When a fly-line is resting on water the molecules of water enter the pores within the fly-line’s surface and due to the cohesion between these molecules and the molecules in the main body of the water this causes adhesion or line stick. The amount of adhesion on the fly-line, without taking into consideration the leader or fly, depends upon a number of factors:-
- How much surface area of the fly-line is in contact with the water (diameter, length, and buoyancy). The greater the area in contact with the water the greater the adhesive force. A sunk line will have a greater contact area.
- The material that is used to construct the fly line and its porosity. Slick line treatment reduces porosity and friction.
- Whether the water is still or running – or alternatively the fly-line is moving, which reduces the amount of cohesion.
- The ambient temperature and the water temperature.
- The straightness of the fly-line on the water. A randomly, snaking fly-line will create more resistance to lifting.
- Whether the fly-line is dragged or peeled off the water. Peeling means that only a small area is pulled off the water at any time and so the amount of force required is considerably reduced.
- The speed at which the fly-line is lifted because a faster lift will create more friction between molecules. A sudden release of the fly-line from the grip of the water will cause control of the line to be lost.
Therefore, when the fly-line is to be lifted off the water, initially it is important to peel as much of it off the surface of the water as possible. The speed of peel will be dictated by the ability to maintain tension on the fly-line; if it is too slow (slack) sag will occur and if it is too fast the fly-line will be released unexpectedly by the grip of the water and so control will be lost. The fly-line should be peeled at a rate which creates constant tension between the rod-tip and the water’s surface. In this way release from the grip of the water can be predicted. By simply tracking back with the rod-tip leading the fly-line it should be possible to place the fly-line wherever it is required to go with absolute precision.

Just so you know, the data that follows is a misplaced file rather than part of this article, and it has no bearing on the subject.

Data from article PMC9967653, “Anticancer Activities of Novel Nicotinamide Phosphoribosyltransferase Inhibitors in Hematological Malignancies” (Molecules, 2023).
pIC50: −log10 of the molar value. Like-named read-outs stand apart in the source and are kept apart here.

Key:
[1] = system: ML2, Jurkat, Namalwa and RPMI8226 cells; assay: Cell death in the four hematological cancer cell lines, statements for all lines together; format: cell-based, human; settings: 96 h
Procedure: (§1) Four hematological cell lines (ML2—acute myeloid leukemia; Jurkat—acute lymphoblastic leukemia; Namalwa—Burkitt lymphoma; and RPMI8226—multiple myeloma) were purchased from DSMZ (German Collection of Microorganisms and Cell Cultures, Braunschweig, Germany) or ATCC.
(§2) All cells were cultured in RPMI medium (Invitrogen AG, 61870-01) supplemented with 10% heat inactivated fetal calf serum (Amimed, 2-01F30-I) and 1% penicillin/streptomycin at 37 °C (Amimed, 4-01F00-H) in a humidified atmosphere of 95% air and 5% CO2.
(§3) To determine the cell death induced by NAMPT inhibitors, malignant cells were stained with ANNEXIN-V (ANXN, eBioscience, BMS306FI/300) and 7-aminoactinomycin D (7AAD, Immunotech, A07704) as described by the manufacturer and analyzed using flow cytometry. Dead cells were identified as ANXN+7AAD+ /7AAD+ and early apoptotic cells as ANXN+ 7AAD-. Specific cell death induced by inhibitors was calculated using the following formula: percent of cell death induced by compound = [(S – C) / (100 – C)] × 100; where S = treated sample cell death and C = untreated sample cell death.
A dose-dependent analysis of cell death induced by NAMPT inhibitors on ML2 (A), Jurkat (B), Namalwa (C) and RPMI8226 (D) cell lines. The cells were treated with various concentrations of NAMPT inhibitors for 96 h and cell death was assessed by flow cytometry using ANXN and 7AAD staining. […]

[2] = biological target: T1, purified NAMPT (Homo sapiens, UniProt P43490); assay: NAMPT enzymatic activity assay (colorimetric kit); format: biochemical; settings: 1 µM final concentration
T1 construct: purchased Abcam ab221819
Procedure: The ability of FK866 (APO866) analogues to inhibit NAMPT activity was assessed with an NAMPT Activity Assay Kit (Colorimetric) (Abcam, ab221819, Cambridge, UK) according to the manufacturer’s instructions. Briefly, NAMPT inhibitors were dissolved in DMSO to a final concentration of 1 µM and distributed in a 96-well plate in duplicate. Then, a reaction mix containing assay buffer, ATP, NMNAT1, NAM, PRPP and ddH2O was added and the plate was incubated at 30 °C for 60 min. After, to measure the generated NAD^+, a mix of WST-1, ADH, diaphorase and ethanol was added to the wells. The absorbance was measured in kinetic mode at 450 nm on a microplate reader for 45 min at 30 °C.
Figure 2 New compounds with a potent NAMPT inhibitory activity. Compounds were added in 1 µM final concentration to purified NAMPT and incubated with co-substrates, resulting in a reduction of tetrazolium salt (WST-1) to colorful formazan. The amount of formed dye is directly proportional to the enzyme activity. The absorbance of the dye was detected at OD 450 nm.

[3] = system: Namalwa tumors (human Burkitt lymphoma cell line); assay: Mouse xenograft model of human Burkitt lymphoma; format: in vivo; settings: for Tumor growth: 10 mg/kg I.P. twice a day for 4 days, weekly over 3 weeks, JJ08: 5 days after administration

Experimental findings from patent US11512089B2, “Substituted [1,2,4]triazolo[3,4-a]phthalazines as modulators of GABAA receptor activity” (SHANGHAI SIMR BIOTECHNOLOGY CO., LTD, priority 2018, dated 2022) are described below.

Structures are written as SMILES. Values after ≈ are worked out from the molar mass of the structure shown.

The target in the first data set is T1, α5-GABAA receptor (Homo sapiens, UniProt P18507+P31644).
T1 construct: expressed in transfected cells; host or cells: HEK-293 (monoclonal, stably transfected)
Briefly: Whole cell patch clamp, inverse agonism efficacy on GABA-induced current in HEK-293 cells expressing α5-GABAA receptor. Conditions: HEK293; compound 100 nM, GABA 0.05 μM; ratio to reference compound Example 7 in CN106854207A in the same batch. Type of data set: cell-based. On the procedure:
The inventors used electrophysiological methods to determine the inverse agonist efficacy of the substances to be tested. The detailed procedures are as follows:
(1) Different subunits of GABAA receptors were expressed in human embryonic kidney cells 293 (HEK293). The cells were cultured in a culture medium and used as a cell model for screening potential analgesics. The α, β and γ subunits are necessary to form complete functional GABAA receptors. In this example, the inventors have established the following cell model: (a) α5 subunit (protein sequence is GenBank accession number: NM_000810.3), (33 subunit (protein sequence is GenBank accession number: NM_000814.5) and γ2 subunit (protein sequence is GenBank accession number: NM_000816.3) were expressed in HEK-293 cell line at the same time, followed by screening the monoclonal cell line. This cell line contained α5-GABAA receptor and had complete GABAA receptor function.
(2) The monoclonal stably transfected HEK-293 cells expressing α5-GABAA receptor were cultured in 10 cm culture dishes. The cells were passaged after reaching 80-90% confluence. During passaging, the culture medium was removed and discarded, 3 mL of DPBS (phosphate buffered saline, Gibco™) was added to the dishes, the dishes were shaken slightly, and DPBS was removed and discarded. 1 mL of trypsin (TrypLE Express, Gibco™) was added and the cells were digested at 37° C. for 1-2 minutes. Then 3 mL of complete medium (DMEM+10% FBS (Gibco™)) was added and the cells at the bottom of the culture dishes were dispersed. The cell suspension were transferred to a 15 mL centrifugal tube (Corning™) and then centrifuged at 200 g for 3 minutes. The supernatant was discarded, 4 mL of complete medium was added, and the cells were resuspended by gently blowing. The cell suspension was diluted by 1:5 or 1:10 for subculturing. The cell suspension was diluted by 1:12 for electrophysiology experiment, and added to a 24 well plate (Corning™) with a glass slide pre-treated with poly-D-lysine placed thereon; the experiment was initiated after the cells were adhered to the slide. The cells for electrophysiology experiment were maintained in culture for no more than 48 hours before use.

When lifting the fly-line to perform the single-Spey or snake-roll casts it is very important to extend the peeling by initially sweeping the rod-tip into the bank and then out, in one continuous motion.
By slowly peeling, this should also straighten out the remainder of the fly-line that is resting on the surface of the water. It will also cause a sunk section of the fly-line to be pulled up closer to the surface level.
Line stick is desirable in Spey casting, where it is used to create an anchor, which holds the bottom leg of a D-loop firmly in place. In the case of an airborne anchor used in a single-Spey or snake-roll cast the anchor and D-loop are formed in a continuous movement and so the length of fly-line on the water has to be controlled to provide just enough resistance. However, casts that use waterborne anchors, such as the double-Spey and Snap family of casts, are made with two basic movements and are not continuous. Therefore, peeling the fly-line off the water is essential in these cases, if an efficient cast is to be made. Too much line stick will cause a cast to fail.
Single Spey Cast – Perfect Anchor Placement